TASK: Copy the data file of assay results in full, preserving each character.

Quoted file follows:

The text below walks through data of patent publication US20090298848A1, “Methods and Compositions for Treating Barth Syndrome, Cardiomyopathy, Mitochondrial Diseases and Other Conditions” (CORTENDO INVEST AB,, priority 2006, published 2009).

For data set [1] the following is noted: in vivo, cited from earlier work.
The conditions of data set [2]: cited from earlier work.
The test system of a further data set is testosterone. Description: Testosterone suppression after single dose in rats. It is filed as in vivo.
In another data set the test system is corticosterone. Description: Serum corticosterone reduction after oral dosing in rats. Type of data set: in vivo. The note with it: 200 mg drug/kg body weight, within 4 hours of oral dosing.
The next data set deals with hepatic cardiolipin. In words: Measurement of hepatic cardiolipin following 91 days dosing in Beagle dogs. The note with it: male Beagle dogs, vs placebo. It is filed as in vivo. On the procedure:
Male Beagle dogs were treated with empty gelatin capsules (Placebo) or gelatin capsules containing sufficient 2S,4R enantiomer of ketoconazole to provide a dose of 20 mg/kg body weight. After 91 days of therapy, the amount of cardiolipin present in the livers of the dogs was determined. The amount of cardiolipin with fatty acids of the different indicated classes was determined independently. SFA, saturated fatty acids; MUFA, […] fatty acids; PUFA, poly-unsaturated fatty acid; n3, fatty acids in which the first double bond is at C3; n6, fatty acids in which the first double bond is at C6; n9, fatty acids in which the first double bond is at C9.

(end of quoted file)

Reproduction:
The text below walks through data of patent publication US20090298848A1, “Methods and Compositions for Treating Barth Syndrome, Cardiomyopathy, Mitochondrial Diseases and Other Conditions” (CORTENDO INVEST AB,, priority 2006, published 2009).

For data set [1] the following is noted: in vivo, cited from earlier work.
The conditions of data set [2]: cited from earlier work.
The test system of a further data set is testosterone. Description: Testosterone suppression after single dose in rats. It is filed as in vivo.
In another data set the test system is corticosterone. Description: Serum corticosterone reduction after oral dosing in rats. Type of data set: in vivo. The note with it: 200 mg drug/kg body weight, within 4 hours of oral dosing.
The next data set deals with hepatic cardiolipin. In words: Measurement of hepatic cardiolipin following 91 days dosing in Beagle dogs. The note with it: male Beagle dogs, vs placebo. It is filed as in vivo. On the procedure:
Male Beagle dogs were treated with empty gelatin capsules (Placebo) or gelatin capsules containing sufficient 2S,4R enantiomer of ketoconazole to provide a dose of 20 mg/kg body weight. After 91 days of therapy, the amount of cardiolipin present in the livers of the dogs was determined. The amount of cardiolipin with fatty acids of the different indicated classes was determined independently. SFA, saturated fatty acids; MUFA, […] fatty acids; PUFA, poly-unsaturated fatty acid; n3, fatty acids in which the first double bond is at C3; n6, fatty acids in which the first double bond is at C6; n9, fatty acids in which the first double bond is at C9.